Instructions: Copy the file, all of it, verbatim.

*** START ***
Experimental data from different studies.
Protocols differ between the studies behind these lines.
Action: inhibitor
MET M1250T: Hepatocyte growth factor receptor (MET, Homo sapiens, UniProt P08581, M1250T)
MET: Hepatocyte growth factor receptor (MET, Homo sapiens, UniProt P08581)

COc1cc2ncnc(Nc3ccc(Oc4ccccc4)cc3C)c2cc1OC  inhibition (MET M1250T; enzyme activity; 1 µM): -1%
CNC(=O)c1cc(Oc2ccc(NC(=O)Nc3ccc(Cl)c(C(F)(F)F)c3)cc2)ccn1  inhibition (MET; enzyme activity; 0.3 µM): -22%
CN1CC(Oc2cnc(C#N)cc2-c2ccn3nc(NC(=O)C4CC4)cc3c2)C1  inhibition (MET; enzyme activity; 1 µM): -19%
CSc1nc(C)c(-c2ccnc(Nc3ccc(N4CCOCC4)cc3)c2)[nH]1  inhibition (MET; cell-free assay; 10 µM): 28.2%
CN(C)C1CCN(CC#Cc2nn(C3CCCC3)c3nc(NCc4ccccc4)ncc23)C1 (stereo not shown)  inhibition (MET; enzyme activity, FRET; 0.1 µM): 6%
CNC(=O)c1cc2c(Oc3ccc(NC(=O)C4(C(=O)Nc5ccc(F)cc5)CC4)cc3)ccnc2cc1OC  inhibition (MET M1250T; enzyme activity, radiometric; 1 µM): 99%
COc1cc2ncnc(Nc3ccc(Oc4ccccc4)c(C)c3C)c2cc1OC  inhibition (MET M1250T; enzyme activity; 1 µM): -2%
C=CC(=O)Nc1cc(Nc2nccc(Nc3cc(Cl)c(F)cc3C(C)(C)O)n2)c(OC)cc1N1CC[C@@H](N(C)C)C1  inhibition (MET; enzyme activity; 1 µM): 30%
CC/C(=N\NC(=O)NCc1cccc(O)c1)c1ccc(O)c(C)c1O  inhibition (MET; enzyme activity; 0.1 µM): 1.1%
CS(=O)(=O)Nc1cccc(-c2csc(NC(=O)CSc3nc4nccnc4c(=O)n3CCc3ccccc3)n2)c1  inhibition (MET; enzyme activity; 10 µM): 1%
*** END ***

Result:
Experimental data from different studies.
Protocols differ between the studies behind these lines.
Action: inhibitor
MET M1250T: Hepatocyte growth factor receptor (MET, Homo sapiens, UniProt P08581, M1250T)
MET: Hepatocyte growth factor receptor (MET, Homo sapiens, UniProt P08581)

COc1cc2ncnc(Nc3ccc(Oc4ccccc4)cc3C)c2cc1OC  inhibition (MET M1250T; enzyme activity; 1 µM): -1%
CNC(=O)c1cc(Oc2ccc(NC(=O)Nc3ccc(Cl)c(C(F)(F)F)c3)cc2)ccn1  inhibition (MET; enzyme activity; 0.3 µM): -22%
CN1CC(Oc2cnc(C#N)cc2-c2ccn3nc(NC(=O)C4CC4)cc3c2)C1  inhibition (MET; enzyme activity; 1 µM): -19%
CSc1nc(C)c(-c2ccnc(Nc3ccc(N4CCOCC4)cc3)c2)[nH]1  inhibition (MET; cell-free assay; 10 µM): 28.2%
CN(C)C1CCN(CC#Cc2nn(C3CCCC3)c3nc(NCc4ccccc4)ncc23)C1 (stereo not shown)  inhibition (MET; enzyme activity, FRET; 0.1 µM): 6%
CNC(=O)c1cc2c(Oc3ccc(NC(=O)C4(C(=O)Nc5ccc(F)cc5)CC4)cc3)ccnc2cc1OC  inhibition (MET M1250T; enzyme activity, radiometric; 1 µM): 99%
COc1cc2ncnc(Nc3ccc(Oc4ccccc4)c(C)c3C)c2cc1OC  inhibition (MET M1250T; enzyme activity; 1 µM): -2%
C=CC(=O)Nc1cc(Nc2nccc(Nc3cc(Cl)c(F)cc3C(C)(C)O)n2)c(OC)cc1N1CC[C@@H](N(C)C)C1  inhibition (MET; enzyme activity; 1 µM): 30%
CC/C(=N\NC(=O)NCc1cccc(O)c1)c1ccc(O)c(C)c1O  inhibition (MET; enzyme activity; 0.1 µM): 1.1%
CS(=O)(=O)Nc1cccc(-c2csc(NC(=O)CSc3nc4nccnc4c(=O)n3CCc3ccccc3)n2)c1  inhibition (MET; enzyme activity; 10 µM): 1%